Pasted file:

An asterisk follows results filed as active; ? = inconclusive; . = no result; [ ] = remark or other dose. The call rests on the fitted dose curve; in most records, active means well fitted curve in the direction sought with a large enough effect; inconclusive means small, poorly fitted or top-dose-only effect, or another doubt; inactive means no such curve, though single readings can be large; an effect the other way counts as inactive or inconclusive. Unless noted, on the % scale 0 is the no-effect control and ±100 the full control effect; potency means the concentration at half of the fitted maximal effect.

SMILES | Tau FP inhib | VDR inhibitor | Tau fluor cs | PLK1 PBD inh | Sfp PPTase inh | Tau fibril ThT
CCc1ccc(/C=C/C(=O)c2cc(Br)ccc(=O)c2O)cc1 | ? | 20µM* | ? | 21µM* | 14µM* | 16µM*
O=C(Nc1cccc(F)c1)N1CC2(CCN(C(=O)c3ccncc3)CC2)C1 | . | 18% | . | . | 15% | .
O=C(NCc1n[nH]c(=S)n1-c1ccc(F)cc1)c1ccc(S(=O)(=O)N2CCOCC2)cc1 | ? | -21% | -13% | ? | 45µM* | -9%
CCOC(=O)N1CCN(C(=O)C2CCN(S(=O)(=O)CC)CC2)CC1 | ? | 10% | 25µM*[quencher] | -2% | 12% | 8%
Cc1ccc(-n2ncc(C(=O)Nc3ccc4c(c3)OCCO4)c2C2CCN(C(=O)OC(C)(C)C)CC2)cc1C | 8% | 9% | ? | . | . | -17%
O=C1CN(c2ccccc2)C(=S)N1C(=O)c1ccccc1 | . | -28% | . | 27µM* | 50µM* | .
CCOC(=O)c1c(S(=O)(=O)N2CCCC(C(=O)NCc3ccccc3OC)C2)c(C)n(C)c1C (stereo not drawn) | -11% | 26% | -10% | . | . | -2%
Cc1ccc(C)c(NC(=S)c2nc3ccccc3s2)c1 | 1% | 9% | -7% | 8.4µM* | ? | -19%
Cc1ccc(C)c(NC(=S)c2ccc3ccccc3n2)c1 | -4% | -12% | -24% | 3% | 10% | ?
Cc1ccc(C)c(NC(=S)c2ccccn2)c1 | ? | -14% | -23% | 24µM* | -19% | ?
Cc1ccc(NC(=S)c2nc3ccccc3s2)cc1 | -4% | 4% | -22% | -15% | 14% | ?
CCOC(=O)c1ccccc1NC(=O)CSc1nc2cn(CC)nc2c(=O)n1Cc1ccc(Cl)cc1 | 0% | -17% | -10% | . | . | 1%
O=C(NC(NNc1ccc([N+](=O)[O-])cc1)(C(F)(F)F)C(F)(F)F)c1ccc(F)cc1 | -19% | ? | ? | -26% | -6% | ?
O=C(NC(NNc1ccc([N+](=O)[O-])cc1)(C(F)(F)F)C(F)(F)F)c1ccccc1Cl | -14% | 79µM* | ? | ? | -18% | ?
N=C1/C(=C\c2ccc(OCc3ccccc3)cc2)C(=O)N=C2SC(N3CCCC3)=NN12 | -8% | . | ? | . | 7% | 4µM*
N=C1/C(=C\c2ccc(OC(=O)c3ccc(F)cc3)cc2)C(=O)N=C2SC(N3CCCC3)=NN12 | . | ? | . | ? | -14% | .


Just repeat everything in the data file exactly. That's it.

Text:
An asterisk follows results filed as active; ? = inconclusive; . = no result; [ ] = remark or other dose. The call rests on the fitted dose curve; in most records, active means well fitted curve in the direction sought with a large enough effect; inconclusive means small, poorly fitted or top-dose-only effect, or another doubt; inactive means no such curve, though single readings can be large; an effect the other way counts as inactive or inconclusive. Unless noted, on the % scale 0 is the no-effect control and ±100 the full control effect; potency means the concentration at half of the fitted maximal effect.

SMILES | Tau FP inhib | VDR inhibitor | Tau fluor cs | PLK1 PBD inh | Sfp PPTase inh | Tau fibril ThT
CCc1ccc(/C=C/C(=O)c2cc(Br)ccc(=O)c2O)cc1 | ? | 20µM* | ? | 21µM* | 14µM* | 16µM*
O=C(Nc1cccc(F)c1)N1CC2(CCN(C(=O)c3ccncc3)CC2)C1 | . | 18% | . | . | 15% | .
O=C(NCc1n[nH]c(=S)n1-c1ccc(F)cc1)c1ccc(S(=O)(=O)N2CCOCC2)cc1 | ? | -21% | -13% | ? | 45µM* | -9%
CCOC(=O)N1CCN(C(=O)C2CCN(S(=O)(=O)CC)CC2)CC1 | ? | 10% | 25µM*[quencher] | -2% | 12% | 8%
Cc1ccc(-n2ncc(C(=O)Nc3ccc4c(c3)OCCO4)c2C2CCN(C(=O)OC(C)(C)C)CC2)cc1C | 8% | 9% | ? | . | . | -17%
O=C1CN(c2ccccc2)C(=S)N1C(=O)c1ccccc1 | . | -28% | . | 27µM* | 50µM* | .
CCOC(=O)c1c(S(=O)(=O)N2CCCC(C(=O)NCc3ccccc3OC)C2)c(C)n(C)c1C (stereo not drawn) | -11% | 26% | -10% | . | . | -2%
Cc1ccc(C)c(NC(=S)c2nc3ccccc3s2)c1 | 1% | 9% | -7% | 8.4µM* | ? | -19%
Cc1ccc(C)c(NC(=S)c2ccc3ccccc3n2)c1 | -4% | -12% | -24% | 3% | 10% | ?
Cc1ccc(C)c(NC(=S)c2ccccn2)c1 | ? | -14% | -23% | 24µM* | -19% | ?
Cc1ccc(NC(=S)c2nc3ccccc3s2)cc1 | -4% | 4% | -22% | -15% | 14% | ?
CCOC(=O)c1ccccc1NC(=O)CSc1nc2cn(CC)nc2c(=O)n1Cc1ccc(Cl)cc1 | 0% | -17% | -10% | . | . | 1%
O=C(NC(NNc1ccc([N+](=O)[O-])cc1)(C(F)(F)F)C(F)(F)F)c1ccc(F)cc1 | -19% | ? | ? | -26% | -6% | ?
O=C(NC(NNc1ccc([N+](=O)[O-])cc1)(C(F)(F)F)C(F)(F)F)c1ccccc1Cl | -14% | 79µM* | ? | ? | -18% | ?
N=C1/C(=C\c2ccc(OCc3ccccc3)cc2)C(=O)N=C2SC(N3CCCC3)=NN12 | -8% | . | ? | . | 7% | 4µM*
N=C1/C(=C\c2ccc(OC(=O)c3ccc(F)cc3)cc2)C(=O)N=C2SC(N3CCCC3)=NN12 | . | ? | . | ? | -14% | .